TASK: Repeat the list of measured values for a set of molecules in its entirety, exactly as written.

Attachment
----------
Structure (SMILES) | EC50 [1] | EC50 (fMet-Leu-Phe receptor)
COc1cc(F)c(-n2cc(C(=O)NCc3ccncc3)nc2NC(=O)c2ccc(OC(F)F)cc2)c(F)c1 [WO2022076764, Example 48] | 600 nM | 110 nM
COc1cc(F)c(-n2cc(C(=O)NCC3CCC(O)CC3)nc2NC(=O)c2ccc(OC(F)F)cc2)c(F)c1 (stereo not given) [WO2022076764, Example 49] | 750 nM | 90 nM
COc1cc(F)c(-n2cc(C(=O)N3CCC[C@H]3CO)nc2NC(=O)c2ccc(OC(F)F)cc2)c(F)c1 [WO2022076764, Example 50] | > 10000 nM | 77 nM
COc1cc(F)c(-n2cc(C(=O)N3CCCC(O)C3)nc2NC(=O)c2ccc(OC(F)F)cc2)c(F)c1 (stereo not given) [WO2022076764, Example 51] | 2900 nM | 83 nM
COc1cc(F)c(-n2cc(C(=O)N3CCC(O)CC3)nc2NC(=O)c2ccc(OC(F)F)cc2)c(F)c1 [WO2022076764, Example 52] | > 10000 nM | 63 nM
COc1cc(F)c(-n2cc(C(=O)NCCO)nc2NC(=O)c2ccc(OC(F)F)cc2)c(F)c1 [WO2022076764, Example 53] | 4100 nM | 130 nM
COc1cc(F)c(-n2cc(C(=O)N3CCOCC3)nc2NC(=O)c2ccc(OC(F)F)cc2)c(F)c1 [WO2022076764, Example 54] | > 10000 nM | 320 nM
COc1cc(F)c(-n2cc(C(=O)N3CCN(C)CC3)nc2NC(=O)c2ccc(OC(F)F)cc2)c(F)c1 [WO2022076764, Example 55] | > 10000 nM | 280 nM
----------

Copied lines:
Structure (SMILES) | EC50 [1] | EC50 (fMet-Leu-Phe receptor)
COc1cc(F)c(-n2cc(C(=O)NCc3ccncc3)nc2NC(=O)c2ccc(OC(F)F)cc2)c(F)c1 [WO2022076764, Example 48] | 600 nM | 110 nM
COc1cc(F)c(-n2cc(C(=O)NCC3CCC(O)CC3)nc2NC(=O)c2ccc(OC(F)F)cc2)c(F)c1 (stereo not given) [WO2022076764, Example 49] | 750 nM | 90 nM
COc1cc(F)c(-n2cc(C(=O)N3CCC[C@H]3CO)nc2NC(=O)c2ccc(OC(F)F)cc2)c(F)c1 [WO2022076764, Example 50] | > 10000 nM | 77 nM
COc1cc(F)c(-n2cc(C(=O)N3CCCC(O)C3)nc2NC(=O)c2ccc(OC(F)F)cc2)c(F)c1 (stereo not given) [WO2022076764, Example 51] | 2900 nM | 83 nM
COc1cc(F)c(-n2cc(C(=O)N3CCC(O)CC3)nc2NC(=O)c2ccc(OC(F)F)cc2)c(F)c1 [WO2022076764, Example 52] | > 10000 nM | 63 nM
COc1cc(F)c(-n2cc(C(=O)NCCO)nc2NC(=O)c2ccc(OC(F)F)cc2)c(F)c1 [WO2022076764, Example 53] | 4100 nM | 130 nM
COc1cc(F)c(-n2cc(C(=O)N3CCOCC3)nc2NC(=O)c2ccc(OC(F)F)cc2)c(F)c1 [WO2022076764, Example 54] | > 10000 nM | 320 nM
COc1cc(F)c(-n2cc(C(=O)N3CCN(C)CC3)nc2NC(=O)c2ccc(OC(F)F)cc2)c(F)c1 [WO2022076764, Example 55] | > 10000 nM | 280 nM